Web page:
5. Alimony Substitution Trust

    A trust agreement in which a divorced person agrees to pay spousal ...
  6. Equity Unit Investment Trust

    A registered trust in which investors purchase units from a fixed ...
Related Articles
  1. Investing

    A Look Into Creating a Trust Fund With ETFs (VCIT, SDIV)

    Learn the basics of how a trust works and the two most common types. Discover how to use ETFs to fund a trust and the different strategies.
  2. Financial Advisor

    Should You Put Your Faith In A Trust?

    Many institutions want a piece of your portfolio, but trusts can provide a one-stop shop.
  3. Investing

    Unit Investment Trusts Market: 3 Trends in 2016

    Learn more about unit investment trusts (UITs), and discover some of the most common trends in the UIT market to date in the year 2016.
  4. Investing

    Explaining Cost, Insurance and Freight (CIF)

    Cost, Insurance and Freight, or CIF, is a trade term that means the seller must pay the costs needed to transport goods to a port of destination.
  5. Retirement

    How to Set up a Trust Fund If You're Not Rich

    You don't need to be wealthy to create your own trust fund. Here's why and how to go about it.
  6. Retirement

    How To Set Up A Trust Fund In The U.K.

    A guide to the whys and wherefores of setting up this most versatile of estate-planning instruments in the United Kingdom.
  7. Financial Advisor

    How Trust Funds Can Safeguard Your Children

    Certain types of trust funds can help to protect your assets from bankruptcies and civil actions, and can be established to safeguard your children and designated beneficiaries.
  8. Financial Advisor

    Advising FAs: Explaining Mutual Funds to a Client

    More than 80 million people, or half of the households in America, invest in mutual funds. No matter what type of investor you are, there is bound to be a mutual fund that fits your style.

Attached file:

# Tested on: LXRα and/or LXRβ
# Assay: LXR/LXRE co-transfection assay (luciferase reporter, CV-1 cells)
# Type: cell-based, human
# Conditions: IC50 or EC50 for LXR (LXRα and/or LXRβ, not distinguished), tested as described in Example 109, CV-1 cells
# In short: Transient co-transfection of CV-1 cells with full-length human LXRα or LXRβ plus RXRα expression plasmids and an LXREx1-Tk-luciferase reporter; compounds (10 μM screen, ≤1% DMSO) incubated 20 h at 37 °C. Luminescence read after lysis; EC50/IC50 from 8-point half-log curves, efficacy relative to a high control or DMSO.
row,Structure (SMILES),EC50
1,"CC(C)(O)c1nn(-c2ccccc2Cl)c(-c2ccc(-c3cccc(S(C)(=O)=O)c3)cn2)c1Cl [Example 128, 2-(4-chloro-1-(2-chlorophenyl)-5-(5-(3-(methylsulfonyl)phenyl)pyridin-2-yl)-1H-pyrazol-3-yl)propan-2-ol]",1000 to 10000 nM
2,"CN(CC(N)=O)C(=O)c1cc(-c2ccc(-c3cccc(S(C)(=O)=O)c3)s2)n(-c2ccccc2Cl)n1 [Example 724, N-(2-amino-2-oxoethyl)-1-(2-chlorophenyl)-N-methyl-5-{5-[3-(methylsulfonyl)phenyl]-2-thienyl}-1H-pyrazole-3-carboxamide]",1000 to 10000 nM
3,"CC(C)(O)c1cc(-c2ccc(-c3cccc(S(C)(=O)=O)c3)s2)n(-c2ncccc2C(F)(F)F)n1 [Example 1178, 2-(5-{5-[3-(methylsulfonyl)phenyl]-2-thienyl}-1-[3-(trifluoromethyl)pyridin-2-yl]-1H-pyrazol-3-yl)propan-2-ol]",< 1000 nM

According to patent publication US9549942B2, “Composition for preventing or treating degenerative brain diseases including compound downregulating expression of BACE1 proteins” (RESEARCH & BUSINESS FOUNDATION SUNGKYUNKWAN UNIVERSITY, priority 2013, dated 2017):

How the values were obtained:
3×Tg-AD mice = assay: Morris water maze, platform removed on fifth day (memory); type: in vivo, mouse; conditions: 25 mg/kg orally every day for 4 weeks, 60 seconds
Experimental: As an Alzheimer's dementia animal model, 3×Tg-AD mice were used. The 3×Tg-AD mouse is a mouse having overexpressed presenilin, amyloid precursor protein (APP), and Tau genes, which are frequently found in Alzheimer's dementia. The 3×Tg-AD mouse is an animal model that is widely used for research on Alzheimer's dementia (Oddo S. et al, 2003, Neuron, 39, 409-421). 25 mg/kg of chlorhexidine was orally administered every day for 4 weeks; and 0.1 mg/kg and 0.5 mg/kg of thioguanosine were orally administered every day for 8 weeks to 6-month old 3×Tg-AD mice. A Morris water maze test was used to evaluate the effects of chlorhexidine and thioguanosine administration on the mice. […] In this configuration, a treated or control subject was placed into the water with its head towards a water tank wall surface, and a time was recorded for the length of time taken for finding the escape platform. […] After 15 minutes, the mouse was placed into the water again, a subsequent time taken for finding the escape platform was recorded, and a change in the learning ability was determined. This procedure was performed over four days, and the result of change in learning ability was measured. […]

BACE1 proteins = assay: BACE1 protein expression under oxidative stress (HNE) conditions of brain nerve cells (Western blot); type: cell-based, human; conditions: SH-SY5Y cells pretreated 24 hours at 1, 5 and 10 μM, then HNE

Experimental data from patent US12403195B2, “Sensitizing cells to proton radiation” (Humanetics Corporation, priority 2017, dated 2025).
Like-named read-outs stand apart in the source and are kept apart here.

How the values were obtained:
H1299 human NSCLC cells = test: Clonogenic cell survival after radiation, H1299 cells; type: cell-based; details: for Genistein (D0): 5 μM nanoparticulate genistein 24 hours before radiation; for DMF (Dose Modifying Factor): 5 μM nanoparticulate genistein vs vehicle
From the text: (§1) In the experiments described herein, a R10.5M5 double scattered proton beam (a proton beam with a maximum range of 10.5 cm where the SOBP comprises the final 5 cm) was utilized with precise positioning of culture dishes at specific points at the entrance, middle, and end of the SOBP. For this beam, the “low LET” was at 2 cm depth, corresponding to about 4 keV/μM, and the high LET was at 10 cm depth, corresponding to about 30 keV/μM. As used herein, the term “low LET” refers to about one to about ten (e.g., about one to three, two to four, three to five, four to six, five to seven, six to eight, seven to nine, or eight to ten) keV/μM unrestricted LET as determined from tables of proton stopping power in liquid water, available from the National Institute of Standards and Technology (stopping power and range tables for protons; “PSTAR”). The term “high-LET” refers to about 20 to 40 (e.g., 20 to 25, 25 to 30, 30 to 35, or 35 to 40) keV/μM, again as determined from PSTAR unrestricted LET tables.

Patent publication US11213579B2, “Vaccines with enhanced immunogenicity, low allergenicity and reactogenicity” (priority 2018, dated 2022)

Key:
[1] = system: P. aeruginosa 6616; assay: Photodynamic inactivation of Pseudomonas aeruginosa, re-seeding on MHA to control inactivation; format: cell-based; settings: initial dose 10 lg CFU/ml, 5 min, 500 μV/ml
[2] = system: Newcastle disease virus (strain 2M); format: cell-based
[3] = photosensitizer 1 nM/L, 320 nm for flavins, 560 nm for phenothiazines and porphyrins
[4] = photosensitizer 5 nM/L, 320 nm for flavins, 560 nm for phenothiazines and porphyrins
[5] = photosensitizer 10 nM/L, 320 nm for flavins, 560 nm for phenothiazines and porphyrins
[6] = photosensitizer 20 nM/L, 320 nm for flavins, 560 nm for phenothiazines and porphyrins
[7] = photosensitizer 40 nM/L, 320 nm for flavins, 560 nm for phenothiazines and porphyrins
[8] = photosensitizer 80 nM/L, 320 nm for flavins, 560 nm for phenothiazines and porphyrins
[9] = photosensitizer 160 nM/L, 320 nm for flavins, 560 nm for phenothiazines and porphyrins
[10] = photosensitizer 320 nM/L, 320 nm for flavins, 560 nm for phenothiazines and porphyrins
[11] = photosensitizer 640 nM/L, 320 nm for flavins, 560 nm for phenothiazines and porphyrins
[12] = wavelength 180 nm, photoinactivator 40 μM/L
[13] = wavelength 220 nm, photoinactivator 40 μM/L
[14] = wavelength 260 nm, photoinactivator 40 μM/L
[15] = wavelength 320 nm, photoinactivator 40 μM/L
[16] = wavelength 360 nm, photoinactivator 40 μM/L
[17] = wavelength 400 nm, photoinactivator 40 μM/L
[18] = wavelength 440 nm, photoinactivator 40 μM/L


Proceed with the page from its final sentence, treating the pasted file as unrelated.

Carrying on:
9. Financial Advisor

    Irrevocable Trusts: New Trends You Need to Know

    Several improvements and additional provisions have been added to irrevocable trusts in recent years making them considerably more versatile than before.
RELATED FAQS
  1. How is the Social Security trust fund invested?

    Read about how the Social Security trust fund is set up, paid into, borrowed from and invested by the U.S. government and ... Read Answer >>
Hot Definitions
  1. Turkey

    Slang for an investment that yields disappointing results or turns out worse than expected. Failed business deals, securities ...
  2. Maintenance Margin

    The minimum amount of equity that must be maintained in a margin account. In the context of the NYSE and FINRA, after an ...
  3. Salvage Value

    The estimated value that an asset will realize upon its sale at the end of its useful life. The value is used in accounting ...
  4. Cryptocurrency

    A digital or virtual currency that uses cryptography for security. A cryptocurrency is difficult to counterfeit because of ...
  5. Promissory Note

    A financial instrument that contains a written promise by one party to pay another party a definite sum of money either on ...
  6. SEC Form 13F

    A filing with the Securities and Exchange Commission (SEC), also known as the Information Required of Institutional Investment ...
Trading Center